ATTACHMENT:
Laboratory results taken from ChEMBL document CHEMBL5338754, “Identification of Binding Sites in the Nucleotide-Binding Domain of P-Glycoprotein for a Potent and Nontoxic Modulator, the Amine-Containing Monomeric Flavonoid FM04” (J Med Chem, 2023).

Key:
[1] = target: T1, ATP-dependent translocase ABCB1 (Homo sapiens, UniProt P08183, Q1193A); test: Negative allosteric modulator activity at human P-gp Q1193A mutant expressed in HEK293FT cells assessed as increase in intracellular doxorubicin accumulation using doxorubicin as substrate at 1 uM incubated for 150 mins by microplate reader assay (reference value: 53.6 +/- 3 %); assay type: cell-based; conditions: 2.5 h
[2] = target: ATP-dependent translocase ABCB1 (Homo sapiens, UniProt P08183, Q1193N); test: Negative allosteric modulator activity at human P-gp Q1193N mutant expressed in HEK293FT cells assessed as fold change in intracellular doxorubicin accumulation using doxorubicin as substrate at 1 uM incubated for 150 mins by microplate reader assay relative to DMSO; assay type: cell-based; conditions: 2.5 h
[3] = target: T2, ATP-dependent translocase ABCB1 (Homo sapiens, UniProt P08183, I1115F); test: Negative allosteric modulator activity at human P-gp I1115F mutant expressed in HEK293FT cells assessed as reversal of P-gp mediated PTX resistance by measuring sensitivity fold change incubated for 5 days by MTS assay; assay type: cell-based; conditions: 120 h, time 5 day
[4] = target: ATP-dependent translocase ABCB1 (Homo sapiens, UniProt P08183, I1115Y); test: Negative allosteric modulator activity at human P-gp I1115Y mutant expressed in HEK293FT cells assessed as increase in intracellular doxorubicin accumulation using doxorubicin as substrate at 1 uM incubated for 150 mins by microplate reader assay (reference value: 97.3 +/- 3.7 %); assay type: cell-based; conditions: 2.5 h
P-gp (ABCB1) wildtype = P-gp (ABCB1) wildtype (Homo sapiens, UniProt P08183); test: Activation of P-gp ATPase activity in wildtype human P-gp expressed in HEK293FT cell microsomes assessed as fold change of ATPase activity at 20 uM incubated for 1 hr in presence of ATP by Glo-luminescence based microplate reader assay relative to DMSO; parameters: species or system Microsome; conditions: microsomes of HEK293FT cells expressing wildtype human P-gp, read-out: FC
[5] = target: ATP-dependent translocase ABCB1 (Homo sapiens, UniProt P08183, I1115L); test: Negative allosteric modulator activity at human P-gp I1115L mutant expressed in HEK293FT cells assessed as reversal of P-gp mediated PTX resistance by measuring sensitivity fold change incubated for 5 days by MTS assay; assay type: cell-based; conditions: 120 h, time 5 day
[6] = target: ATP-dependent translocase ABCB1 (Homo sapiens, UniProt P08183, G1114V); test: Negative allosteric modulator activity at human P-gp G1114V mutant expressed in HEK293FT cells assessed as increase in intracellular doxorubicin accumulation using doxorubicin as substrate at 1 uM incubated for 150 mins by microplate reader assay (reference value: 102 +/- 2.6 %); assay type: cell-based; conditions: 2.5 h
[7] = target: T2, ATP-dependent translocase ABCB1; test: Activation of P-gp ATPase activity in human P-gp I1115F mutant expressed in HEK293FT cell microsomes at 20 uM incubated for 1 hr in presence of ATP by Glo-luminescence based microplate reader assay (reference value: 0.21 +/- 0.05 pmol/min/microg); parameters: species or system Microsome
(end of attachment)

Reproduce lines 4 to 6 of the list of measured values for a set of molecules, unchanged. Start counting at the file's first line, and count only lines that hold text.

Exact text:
[2] = target: ATP-dependent translocase ABCB1 (Homo sapiens, UniProt P08183, Q1193N); test: Negative allosteric modulator activity at human P-gp Q1193N mutant expressed in HEK293FT cells assessed as fold change in intracellular doxorubicin accumulation using doxorubicin as substrate at 1 uM incubated for 150 mins by microplate reader assay relative to DMSO; assay type: cell-based; conditions: 2.5 h
[3] = target: T2, ATP-dependent translocase ABCB1 (Homo sapiens, UniProt P08183, I1115F); test: Negative allosteric modulator activity at human P-gp I1115F mutant expressed in HEK293FT cells assessed as reversal of P-gp mediated PTX resistance by measuring sensitivity fold change incubated for 5 days by MTS assay; assay type: cell-based; conditions: 120 h, time 5 day
[4] = target: ATP-dependent translocase ABCB1 (Homo sapiens, UniProt P08183, I1115Y); test: Negative allosteric modulator activity at human P-gp I1115Y mutant expressed in HEK293FT cells assessed as increase in intracellular doxorubicin accumulation using doxorubicin as substrate at 1 uM incubated for 150 mins by microplate reader assay (reference value: 97.3 +/- 3.7 %); assay type: cell-based; conditions: 2.5 h